Apple's PR miasma is also starting to twist the thinking of people in the tech industry who ought to know better. Apple's gradually becoming the yardstick against which other tech companies are measured -- and since Apple is such a unique company, it's almost impossible for anyone else to measure up.

Case in point: A recent commentary by a CNET reporter, writing about RIM (link):

"There is no RIM hype machine and when a new BlackBerry is released, hardly anyone in the major media outlets care. And if they don't care, neither will the average consumer who doesn't know too much about the tech industry and won't read columns like this; they rely on the NBCs of the world to get by. So if RIM wants to more effectively compete against Apple, it needs to do everything it can to follow the Steve Jobs formula: secrecy, compelling products, and a great PR team. If it does, look for RIM to not lose as much ground as you may think. But if it doesn't, Apple will run amok."

Problem number one with this thinking is that Apple and RIM don't sell to the same markets. RIM's core is middle-aged business professionals; Apple's is hip twentysomethings. I'm not saying there is no overlap, but I've spoken to plenty of RIM users who would be embarrassed to carry a music-playing, video-watching hunk of eye candy like the iPhone into a business meeting. It's like announcing to a client, "I spend my work time on YouTube."

The second problem is that Apple's skill at PR has somehow turned into an excuse for reporters not to do their jobs. The implied message in the CNET article is, "if you don't put on a spectacle, the press will ignore your products." Excuse me, but isn't the press's job to dig out the real value and separate it from the hype? Don't we pay you (or sit through your ads) to look past the PR and fancy speeches and advise us on what really matters? If we just wanted someone to echo the latest hype, we could get all our news from blogs.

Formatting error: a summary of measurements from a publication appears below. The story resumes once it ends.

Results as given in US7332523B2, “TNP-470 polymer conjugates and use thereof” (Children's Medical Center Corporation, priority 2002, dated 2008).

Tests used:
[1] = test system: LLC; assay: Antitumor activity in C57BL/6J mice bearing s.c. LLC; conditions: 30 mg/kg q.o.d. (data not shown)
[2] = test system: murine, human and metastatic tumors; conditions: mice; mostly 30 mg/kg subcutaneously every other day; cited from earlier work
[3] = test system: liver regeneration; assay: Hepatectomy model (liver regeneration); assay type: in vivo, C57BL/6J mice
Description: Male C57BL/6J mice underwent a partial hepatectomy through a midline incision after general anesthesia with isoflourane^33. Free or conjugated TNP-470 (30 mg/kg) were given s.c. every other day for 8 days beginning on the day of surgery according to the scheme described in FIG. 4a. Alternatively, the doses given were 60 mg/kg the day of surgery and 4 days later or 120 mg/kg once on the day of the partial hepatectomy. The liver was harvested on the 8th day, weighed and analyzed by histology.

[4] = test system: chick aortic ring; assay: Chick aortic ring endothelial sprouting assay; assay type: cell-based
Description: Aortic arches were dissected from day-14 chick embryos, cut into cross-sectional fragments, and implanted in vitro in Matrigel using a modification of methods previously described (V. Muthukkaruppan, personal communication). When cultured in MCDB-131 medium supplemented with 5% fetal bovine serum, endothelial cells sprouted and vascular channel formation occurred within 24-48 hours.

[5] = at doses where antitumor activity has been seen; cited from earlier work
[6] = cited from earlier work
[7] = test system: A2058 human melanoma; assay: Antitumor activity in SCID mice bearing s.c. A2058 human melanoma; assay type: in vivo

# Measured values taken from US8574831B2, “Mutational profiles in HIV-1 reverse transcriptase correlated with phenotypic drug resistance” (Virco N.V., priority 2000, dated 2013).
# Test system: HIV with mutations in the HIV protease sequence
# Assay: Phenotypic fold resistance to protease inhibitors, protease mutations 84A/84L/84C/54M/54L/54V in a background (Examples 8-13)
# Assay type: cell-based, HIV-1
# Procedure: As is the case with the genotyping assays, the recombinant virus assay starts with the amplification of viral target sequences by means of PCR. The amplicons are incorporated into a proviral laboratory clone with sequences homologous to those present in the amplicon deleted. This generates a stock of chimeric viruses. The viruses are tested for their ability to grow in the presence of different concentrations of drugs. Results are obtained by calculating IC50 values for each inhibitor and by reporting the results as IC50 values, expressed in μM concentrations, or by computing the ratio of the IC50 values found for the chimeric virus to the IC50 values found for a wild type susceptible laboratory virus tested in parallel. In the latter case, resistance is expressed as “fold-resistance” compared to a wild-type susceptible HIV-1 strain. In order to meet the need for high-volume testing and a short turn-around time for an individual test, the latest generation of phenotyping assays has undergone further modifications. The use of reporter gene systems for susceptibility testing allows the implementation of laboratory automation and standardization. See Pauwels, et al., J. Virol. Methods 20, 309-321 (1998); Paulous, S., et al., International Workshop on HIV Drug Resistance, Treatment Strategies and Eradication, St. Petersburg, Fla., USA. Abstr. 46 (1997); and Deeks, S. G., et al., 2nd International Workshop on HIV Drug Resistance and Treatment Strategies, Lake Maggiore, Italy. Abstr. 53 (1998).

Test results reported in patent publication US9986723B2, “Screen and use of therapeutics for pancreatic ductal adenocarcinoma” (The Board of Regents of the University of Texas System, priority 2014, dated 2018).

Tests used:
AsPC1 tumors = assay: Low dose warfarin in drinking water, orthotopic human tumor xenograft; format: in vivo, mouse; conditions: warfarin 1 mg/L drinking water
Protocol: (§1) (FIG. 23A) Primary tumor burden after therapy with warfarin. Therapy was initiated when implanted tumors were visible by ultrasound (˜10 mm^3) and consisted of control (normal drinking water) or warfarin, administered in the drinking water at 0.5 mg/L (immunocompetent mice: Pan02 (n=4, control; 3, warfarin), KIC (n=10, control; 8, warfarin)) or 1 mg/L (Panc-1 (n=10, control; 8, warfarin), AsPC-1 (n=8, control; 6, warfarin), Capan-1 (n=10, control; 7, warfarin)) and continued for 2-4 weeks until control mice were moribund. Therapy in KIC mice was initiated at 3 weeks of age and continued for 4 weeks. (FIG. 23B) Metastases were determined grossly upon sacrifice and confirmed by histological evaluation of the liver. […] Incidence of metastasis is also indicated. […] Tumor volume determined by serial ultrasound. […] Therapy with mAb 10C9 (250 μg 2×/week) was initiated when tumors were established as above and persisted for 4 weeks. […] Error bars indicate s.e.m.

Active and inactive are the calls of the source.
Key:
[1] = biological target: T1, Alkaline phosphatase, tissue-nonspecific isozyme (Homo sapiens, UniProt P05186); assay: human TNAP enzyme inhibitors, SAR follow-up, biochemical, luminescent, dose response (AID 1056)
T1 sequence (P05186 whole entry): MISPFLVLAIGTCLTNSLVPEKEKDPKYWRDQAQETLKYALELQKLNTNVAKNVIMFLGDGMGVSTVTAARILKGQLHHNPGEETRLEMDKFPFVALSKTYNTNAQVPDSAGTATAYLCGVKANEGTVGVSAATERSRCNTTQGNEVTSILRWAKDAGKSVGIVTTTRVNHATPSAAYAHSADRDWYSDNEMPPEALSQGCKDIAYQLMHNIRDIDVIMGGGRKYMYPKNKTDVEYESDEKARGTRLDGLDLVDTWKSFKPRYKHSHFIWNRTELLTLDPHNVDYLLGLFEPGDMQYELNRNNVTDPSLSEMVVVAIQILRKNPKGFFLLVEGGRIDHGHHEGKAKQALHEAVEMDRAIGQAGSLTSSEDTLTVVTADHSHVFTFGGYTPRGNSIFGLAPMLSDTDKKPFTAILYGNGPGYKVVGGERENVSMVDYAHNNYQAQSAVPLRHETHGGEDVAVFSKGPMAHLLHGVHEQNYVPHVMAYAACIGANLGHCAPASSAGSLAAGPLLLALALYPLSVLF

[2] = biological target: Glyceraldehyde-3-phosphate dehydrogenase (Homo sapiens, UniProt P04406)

But the third problem is the one that worries me the most. Apple is almost uniquely good at marketing. Its communication power is a combination of longtime company history, Steve Jobs' personality, and a culture that values perfection in marcom. Any tech company that makes its goal to match Apple's flash is going to look bad by comparison.

If anyone from RIM is reading this, please listen to me closely. I beg of you, don't be chumps. You're Canadian, for God's sake. You don't do sexy. You do humble and inoffensive.

Steve's from California. He's a pop culture icon from the '70s; the Madonna of technology. If you try to imitate him, you're going to look like mom and dad pogo-dancing when Rock Lobster comes on at a wedding reception.

Not pretty. Not pretty at all.

Which brings us to Microsoft's latest marketing plan.

Word on the street is that Microsoft is planning a huge advertising campaign this fall to pimp its image. Microsoft executives say they have finally tired of taking all that abuse from the Mac vs. PC ads, and they're going to fire back with their own cool advertising this fall.

Remember what I said at the start of this post about Apple twisting the minds of tech company managers? They have done an incredible number on Microsoft, the sort of thing I used to dream about when I worked at Apple.

Welcome, Microsoft. Seriously.